Sunday, April 8
Thirteen things I learned at Bloggerpalooza '07.
1. This is just a weird time of the year for weather in the South. Last year it was reasonably warm but rained cats and dogs; this year the skies were completely clear but the temperatures barely crept up into the low 40s. By comparison, it was in the 70s the day of the Georgia Tech game last year, otherwise known as the Saturday after Thanksgiving.
2. That said, given the choice between sitting inside a concrete parking garage on a normal day and hanging out on the North Campus quad in the mid-40s, I'll take the quad. We really do have a kickass campus.
3. The best-laid plans of mice and men really do go astray. Trying to avoid the various disasters of last year, I sent my cell-phone number to those who had expressed an interest in coming, and . . . my cell phone promptly died right as I was parking my car.
4. The more really does = the merrier. In spite of the cell-phone screwup, a bunch of people managed to stop by -- altogether we probably had about a dozen people show up for Bloggerpalooza over the course of the morning/afternoon, which by my calculations represents a 300-percent jump from last year.
5. It's also fun when you have a group of Sigma Pis tailgating right next to you and adding to the head count, and one of them has been drinking since 7:30 a.m.
6. Drunks aren't good at climbing trees, yet are hilarious when they try to do so.
7. Paul Westerdawg is a mountain of a man. I'd never met him in person before, and only talked on the phone with him once or twice; unlike me and Kyle, he scrupulously maintains his anonymity on his blog, so neither of us knew what to expect when he showed up. But the dude is like seven feet tall, 350 pounds if he's an ounce, and showed up gnawing on a turkey leg the size of one of Lou Ferrigno's biceps. Right before we packed up and headed over to the game, he filled a Big Gulp cup full of Maker's Mark and shotgunned it. I asked him, "How much Coke was in that cup?" and he replied, all confused like, "Coke?" All I'm saying is, do not fuck with this man.
8. Krispy Kreme donuts are actually fried. I had made a big deal about bringing them, and figured they would be the perfect tailgate treat for someone who had given up fried food for Lent, and then baby sis has to go and explain to me exactly how they're made. Great! Wonderful! I still ate 'em.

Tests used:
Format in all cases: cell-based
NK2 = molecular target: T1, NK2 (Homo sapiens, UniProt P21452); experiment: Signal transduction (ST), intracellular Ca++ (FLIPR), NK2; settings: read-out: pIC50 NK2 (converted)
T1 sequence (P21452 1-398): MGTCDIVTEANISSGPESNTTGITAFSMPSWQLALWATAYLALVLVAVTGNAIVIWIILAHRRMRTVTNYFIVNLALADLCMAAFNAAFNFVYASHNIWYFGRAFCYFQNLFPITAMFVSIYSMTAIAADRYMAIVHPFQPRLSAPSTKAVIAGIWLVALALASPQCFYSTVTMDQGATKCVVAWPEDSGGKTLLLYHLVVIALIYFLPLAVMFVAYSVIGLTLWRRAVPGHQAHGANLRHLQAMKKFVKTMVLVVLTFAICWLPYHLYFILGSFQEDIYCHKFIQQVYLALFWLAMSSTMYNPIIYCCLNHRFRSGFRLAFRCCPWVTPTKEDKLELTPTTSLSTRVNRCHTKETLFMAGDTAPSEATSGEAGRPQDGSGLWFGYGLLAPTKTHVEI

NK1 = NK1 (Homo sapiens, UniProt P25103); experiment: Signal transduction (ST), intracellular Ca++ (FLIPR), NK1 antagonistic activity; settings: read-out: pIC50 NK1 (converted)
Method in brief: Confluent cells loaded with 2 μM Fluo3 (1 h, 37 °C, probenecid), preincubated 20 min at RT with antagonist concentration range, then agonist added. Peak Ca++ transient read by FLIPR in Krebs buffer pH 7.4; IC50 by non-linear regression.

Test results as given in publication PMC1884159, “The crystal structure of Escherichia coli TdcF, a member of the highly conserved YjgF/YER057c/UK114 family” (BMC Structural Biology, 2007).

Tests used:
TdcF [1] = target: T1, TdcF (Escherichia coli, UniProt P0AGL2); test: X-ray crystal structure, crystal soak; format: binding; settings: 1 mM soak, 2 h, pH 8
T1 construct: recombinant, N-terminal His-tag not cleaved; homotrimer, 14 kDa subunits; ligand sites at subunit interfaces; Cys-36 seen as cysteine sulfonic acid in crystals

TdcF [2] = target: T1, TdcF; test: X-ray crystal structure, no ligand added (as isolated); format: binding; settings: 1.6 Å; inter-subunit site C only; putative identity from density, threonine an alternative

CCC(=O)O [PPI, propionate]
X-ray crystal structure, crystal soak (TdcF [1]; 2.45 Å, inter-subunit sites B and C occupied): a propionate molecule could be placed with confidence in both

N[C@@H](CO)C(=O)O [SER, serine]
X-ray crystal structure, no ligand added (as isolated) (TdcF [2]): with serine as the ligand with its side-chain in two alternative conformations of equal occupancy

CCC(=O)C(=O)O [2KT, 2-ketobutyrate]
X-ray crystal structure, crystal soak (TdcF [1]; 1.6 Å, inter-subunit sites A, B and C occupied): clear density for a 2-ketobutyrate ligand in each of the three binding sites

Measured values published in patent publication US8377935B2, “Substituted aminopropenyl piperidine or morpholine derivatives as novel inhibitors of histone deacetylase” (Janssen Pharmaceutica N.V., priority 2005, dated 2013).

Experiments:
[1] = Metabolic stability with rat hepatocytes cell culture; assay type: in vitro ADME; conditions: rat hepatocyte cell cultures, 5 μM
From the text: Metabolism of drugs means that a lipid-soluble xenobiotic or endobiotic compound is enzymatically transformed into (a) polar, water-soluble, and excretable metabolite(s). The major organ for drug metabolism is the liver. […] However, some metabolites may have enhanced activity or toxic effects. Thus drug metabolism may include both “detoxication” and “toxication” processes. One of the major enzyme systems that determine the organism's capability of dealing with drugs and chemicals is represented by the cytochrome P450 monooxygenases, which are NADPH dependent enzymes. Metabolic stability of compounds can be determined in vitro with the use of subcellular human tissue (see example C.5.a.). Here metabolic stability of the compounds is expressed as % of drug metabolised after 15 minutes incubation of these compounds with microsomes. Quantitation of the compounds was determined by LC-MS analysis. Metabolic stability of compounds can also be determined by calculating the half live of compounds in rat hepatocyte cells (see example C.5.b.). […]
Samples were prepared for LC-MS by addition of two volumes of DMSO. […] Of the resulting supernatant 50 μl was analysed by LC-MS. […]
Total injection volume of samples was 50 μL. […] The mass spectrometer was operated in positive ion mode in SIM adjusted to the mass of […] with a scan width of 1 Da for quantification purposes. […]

9. For all our faults, Georgia's fan base is a devoted bunch. More than 20,000 people (21,407 to be exact, according to David Ching's story in the Ledger-Enquirer) showed up to watch what was basically a glorified practice. Which, at $5 per admission, means more than a hundred grand went to the Hope Haven center for people with developmental disabilities. They also came from a long way: Our tailgate alone had guests from the Atlanta metro area, Birmingham (of course), West Palm Beach, and Roanoke, Virginia.
10. We also collectively know more about Aqua Teen Hunger Force than probably any other fan base out there. Maybe this has a lot to do with Cartoon Network being right down the road in the ATL, and I'm sure Georgia funnels a bunch of grads into that organization, but still, damn.
11. Georgia folks party harder for G-Day than most people do for games that actually matter. You know, I'm thinking of putting that on the T-shirts for next year.
12. Also a good idea for next year: more chairs.
13. And sunscreen.
Seriously, we had a blast. A sun-drenched, booze-soaked, fried-chicken-and/or-donut-eating blast. Thanks to everyone who showed up -- particularly those like Universal Remonster and others who came a long, long way to be there. I don't want to presume to speak for Mayor Kyle here, but I'm definitely planning on doing it again next year.
More on Bloggerpalooza -- including highs and lows from, you know, the actual game -- to come.